He had another run-in with long-standing rival Hamilton in Azerbaijan, as Vettel hit the rear of the race leader and subsequently accused him of a brake test.
Moments later, Vettel drew alongside with Hamilton and bumped wheels, for which he was given a 10-second penalty and later apologised. Vettel's lead in the championship was cut to one point after a puncture at Silverstone saw him drop down the order to finish seventh, but he regained top spot with victory at the Hungaroring.
But during the charge to the season finale, a three-way collision in Singapore took both Ferraris out of the race, and a retirement in Japan put an end to hopes of a fifth title, with Hamilton instead taking Mercedes' fourth victory in a row.
The 2018 championship was dubbed the 'fight for five', as both Vettel and Hamilton were in the hunt for their fifth World Championship.
Things were looking good early on for Ferrari, with Vettel scoring two wins in the first two races, but a series of errors throughout the season left Hamilton in pole position, and it was the Briton who would secure title number five.
Vettel's final years at Ferrari
For the 2019 season, Ferrari selected a driver from their junior program, the Monegasque Charles Leclerc, to swap places with Kimi Raikkonen from Sauber/Alfa Romeo.
This decision would eventually contribute to Vettel leaving the team he had aspired to join. Nonetheless, as they approached that year, Scuderia Ferrari maintained confidence in another championship pursuit.
Despite their confidence, Mercedes proved challenging to overcome, with Vettel qualifying almost a second behind pole position and securing third place in the first two races.
Vettel secured his first pole position at the Canadian Grand Prix, but a five-second time penalty was imposed during the race for running over the grass and forcing Hamilton off the track. Despite crossing the line first, he ultimately lost the victory.
His home race in Germany saw him unable to qualify due to a car issue, starting from the back. Additionally, a collision with Racing Point's Lance Stroll at Monza resulted in a 10-second penalty, leading to a 13th-place finish.
Vettel triumphed again at his preferred Singapore circuit, securing his fifth victory at the track. However, subsequent drama unfolded as he collided with Leclerc in Brazil after the younger driver made a pass, resulting in both cars retiring from the race.
By the end of the year, Vettel finished fifth in the Drivers' Championship, experiencing being outscored by a teammate for only the second time in his career.
Before the 2020 season, Ferrari announced that Vettel's contract would not be extended beyond that campaign. Unfortunately, the situation worsened as an FIA ruling towards the end of 2019, mandating Ferrari to alter parts of their engine, significantly impacted the car's performance.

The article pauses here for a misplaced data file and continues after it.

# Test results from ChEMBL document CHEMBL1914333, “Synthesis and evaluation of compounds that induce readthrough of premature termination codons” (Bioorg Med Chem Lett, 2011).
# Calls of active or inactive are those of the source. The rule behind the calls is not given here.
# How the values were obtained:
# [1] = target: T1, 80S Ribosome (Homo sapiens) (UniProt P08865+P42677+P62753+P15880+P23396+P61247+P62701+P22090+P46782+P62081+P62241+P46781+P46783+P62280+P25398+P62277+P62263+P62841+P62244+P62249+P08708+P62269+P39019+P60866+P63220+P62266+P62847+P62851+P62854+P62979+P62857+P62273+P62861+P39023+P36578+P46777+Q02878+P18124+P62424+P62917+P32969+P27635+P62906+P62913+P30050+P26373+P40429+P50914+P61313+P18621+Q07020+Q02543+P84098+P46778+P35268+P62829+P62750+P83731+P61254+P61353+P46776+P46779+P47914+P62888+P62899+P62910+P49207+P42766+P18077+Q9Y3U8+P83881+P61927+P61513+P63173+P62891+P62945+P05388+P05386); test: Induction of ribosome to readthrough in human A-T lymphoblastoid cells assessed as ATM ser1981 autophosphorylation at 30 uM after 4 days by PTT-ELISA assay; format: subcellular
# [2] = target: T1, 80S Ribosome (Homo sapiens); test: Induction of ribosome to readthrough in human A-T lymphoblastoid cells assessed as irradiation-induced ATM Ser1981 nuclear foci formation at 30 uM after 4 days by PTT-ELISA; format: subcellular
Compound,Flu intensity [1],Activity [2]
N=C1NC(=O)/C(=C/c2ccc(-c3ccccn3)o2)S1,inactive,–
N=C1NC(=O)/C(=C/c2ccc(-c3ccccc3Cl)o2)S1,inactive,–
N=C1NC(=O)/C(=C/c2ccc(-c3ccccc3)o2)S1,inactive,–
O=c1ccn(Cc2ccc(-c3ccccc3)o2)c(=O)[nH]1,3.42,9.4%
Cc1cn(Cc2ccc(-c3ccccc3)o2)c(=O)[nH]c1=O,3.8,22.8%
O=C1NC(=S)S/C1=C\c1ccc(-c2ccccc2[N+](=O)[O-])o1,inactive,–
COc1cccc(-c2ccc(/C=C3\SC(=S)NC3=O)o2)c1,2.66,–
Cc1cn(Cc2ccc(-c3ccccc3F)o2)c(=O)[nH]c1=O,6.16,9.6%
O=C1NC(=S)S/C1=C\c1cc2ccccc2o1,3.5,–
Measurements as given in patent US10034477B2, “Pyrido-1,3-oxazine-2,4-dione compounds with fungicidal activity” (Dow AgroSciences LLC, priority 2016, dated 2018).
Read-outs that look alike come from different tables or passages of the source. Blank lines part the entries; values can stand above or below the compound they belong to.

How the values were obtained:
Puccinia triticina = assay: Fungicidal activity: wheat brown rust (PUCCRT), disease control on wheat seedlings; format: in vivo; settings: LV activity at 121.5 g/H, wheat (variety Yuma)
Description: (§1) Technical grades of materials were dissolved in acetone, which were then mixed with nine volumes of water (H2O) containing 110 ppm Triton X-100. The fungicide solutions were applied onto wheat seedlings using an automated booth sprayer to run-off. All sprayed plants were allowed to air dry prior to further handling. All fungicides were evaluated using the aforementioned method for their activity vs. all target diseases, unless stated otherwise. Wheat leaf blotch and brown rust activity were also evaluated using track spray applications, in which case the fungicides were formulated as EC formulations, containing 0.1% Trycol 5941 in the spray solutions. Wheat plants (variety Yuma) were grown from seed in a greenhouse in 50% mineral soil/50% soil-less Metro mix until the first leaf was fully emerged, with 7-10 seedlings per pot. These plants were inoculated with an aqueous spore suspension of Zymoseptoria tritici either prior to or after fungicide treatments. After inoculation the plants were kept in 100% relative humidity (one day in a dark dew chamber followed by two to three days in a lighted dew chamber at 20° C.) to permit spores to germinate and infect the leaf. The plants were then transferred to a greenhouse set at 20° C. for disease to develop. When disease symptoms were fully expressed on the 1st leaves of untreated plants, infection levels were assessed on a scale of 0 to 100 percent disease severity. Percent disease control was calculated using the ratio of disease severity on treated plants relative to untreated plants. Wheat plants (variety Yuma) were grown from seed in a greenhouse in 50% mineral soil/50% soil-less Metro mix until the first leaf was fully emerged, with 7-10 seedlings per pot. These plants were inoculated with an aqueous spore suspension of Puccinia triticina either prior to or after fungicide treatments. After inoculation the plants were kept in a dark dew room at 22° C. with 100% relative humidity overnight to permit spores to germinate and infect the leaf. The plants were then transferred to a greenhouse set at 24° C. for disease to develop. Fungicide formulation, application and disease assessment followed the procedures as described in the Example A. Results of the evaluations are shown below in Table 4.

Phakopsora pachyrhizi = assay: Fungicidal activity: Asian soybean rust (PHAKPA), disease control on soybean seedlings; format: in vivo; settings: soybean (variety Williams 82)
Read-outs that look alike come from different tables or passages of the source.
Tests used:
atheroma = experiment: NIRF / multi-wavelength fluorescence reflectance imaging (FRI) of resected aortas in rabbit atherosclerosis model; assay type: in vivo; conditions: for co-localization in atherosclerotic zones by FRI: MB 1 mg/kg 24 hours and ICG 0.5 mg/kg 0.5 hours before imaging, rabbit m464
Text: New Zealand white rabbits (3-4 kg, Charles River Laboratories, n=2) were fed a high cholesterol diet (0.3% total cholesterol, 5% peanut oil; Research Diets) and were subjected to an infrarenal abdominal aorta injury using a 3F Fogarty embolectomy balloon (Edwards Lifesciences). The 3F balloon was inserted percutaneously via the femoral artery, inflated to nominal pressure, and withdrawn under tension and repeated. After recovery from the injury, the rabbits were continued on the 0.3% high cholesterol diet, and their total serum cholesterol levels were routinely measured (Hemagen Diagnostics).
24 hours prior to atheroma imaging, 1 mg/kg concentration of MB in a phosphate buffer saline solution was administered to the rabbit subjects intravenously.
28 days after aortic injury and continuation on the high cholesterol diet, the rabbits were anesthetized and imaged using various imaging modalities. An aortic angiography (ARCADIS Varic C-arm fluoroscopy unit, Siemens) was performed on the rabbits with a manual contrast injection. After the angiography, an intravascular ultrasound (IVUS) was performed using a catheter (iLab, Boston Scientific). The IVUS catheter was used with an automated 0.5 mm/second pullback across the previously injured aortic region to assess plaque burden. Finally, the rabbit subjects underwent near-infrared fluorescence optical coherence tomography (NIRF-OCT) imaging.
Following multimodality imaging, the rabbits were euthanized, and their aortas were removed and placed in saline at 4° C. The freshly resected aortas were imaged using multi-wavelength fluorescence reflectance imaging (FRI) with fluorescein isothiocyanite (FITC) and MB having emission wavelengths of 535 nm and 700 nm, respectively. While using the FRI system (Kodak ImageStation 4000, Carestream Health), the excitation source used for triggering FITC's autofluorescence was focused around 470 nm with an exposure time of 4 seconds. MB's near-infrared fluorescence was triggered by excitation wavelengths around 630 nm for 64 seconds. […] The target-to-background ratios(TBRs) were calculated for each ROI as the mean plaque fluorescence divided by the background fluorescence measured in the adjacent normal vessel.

Both Ferrari drivers faced challenges throughout the COVID-19-disrupted 2020 season. Vettel, in particular, had his most disappointing year in F1, trailing behind his teammate once again as the team plummeted to sixth in the Constructors' Championship, marking their worst result since 1980.
Aston Martin adventure begins
Midway through the 2020 season, Vettel announced that he had signed a deal with the rebranded Aston Martin team to race for them in 2021.
Vettel replaced Sergio Perez at the team formerly known as Racing Point, competing alongside owner Lawrence Stroll's son, Lance Stroll.
Like many of the drivers who had switched teams for 2021, Vettel initially faced some struggles in adapting to his new car at the beginning of the season. The German finished outside of the points for the first four events of the year, before breaking his duck with an impressive fifth at the Monaco Grand Prix.
At the following race in Azerbaijan, things got even better for Vettel. The former World Champion finished the eventful Grand Prix in second, securing his first podium with Aston Martin.
Another podium came a few weeks later at the Hungarian Grand Prix, but Vettel was later disqualified due to the FIA being unable to take enough of a fuel sample from his car at the end of the race.
A run of poor results came in September, with Vettel failing to score points at several races. His best result of the latter half of the season came at the Mexican Grand Prix with a P7 finish.
Vettel eventually finished the year in 12th in the World Championship, whilst Aston Martin took seventh in the Constructors' standings.
Second season with Aston Martin in 2022
In 2022, Vettel will embark on a second year with Aston Martin, having been confirmed to return to the British outfit alongside Stroll.
Vettel is hopeful that the new regulations being introduced into Formula 1 can offer the team an opportunity to progress.
Away from racing, the German become known for his activism, having given his backing to a range of causes. This has included Vettel litter-picking at the British Grand Prix to encourage care for the environment, wearing a rainbow T-shirt in Hungary to support those affected by the country's anti-LGBTQ+ laws, and organising a women-only karting event in Saudi Arabia.
Away from racing, Vettel has ruled out a move to politics in his post-F1 career.
What is Sebastian Vettel doing now?
Aston Martin has not yet managed to be the best of the rest in the 2022 season. Midway through the season, the four-time world champion brought significant news: after the 2022 season, he is putting an end to his Formula 1 career.
In 2023, we will no longer see this beloved driver on the F1 grid, although he would gladly make an exception for a race at Suzuka if there is an available seat. Perhaps we will see him back on the grid someday, similar to Fernando Alonso's return to Formula 1.